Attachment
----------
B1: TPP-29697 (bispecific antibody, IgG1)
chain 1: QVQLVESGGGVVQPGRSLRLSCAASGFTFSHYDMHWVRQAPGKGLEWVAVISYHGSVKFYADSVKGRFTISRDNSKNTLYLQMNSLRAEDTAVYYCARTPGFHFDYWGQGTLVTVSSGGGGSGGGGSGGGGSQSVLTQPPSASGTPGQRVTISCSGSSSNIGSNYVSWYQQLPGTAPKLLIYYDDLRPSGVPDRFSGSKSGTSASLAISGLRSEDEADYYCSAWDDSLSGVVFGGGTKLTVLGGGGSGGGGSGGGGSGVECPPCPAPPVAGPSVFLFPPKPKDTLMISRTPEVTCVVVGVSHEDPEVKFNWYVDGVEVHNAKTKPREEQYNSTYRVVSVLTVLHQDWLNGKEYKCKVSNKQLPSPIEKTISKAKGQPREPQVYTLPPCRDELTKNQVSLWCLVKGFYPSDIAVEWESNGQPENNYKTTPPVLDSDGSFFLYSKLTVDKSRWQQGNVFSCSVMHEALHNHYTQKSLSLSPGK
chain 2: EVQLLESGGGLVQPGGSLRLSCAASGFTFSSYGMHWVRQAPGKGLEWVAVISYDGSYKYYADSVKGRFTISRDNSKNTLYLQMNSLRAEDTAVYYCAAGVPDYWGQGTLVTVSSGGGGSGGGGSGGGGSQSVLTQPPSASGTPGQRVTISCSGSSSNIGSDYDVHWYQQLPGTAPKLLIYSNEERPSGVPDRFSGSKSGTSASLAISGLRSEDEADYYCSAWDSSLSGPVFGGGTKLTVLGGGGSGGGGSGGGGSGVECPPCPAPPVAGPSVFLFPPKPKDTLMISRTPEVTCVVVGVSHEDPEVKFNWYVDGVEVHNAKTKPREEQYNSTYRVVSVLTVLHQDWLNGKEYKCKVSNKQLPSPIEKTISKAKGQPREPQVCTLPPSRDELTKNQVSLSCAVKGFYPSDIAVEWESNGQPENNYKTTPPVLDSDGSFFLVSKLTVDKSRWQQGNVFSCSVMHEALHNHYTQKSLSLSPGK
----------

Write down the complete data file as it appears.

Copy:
B1: TPP-29697 (bispecific antibody, IgG1)
chain 1: QVQLVESGGGVVQPGRSLRLSCAASGFTFSHYDMHWVRQAPGKGLEWVAVISYHGSVKFYADSVKGRFTISRDNSKNTLYLQMNSLRAEDTAVYYCARTPGFHFDYWGQGTLVTVSSGGGGSGGGGSGGGGSQSVLTQPPSASGTPGQRVTISCSGSSSNIGSNYVSWYQQLPGTAPKLLIYYDDLRPSGVPDRFSGSKSGTSASLAISGLRSEDEADYYCSAWDDSLSGVVFGGGTKLTVLGGGGSGGGGSGGGGSGVECPPCPAPPVAGPSVFLFPPKPKDTLMISRTPEVTCVVVGVSHEDPEVKFNWYVDGVEVHNAKTKPREEQYNSTYRVVSVLTVLHQDWLNGKEYKCKVSNKQLPSPIEKTISKAKGQPREPQVYTLPPCRDELTKNQVSLWCLVKGFYPSDIAVEWESNGQPENNYKTTPPVLDSDGSFFLYSKLTVDKSRWQQGNVFSCSVMHEALHNHYTQKSLSLSPGK
chain 2: EVQLLESGGGLVQPGGSLRLSCAASGFTFSSYGMHWVRQAPGKGLEWVAVISYDGSYKYYADSVKGRFTISRDNSKNTLYLQMNSLRAEDTAVYYCAAGVPDYWGQGTLVTVSSGGGGSGGGGSGGGGSQSVLTQPPSASGTPGQRVTISCSGSSSNIGSDYDVHWYQQLPGTAPKLLIYSNEERPSGVPDRFSGSKSGTSASLAISGLRSEDEADYYCSAWDSSLSGPVFGGGTKLTVLGGGGSGGGGSGGGGSGVECPPCPAPPVAGPSVFLFPPKPKDTLMISRTPEVTCVVVGVSHEDPEVKFNWYVDGVEVHNAKTKPREEQYNSTYRVVSVLTVLHQDWLNGKEYKCKVSNKQLPSPIEKTISKAKGQPREPQVCTLPPSRDELTKNQVSLSCAVKGFYPSDIAVEWESNGQPENNYKTTPPVLDSDGSFFLVSKLTVDKSRWQQGNVFSCSVMHEALHNHYTQKSLSLSPGK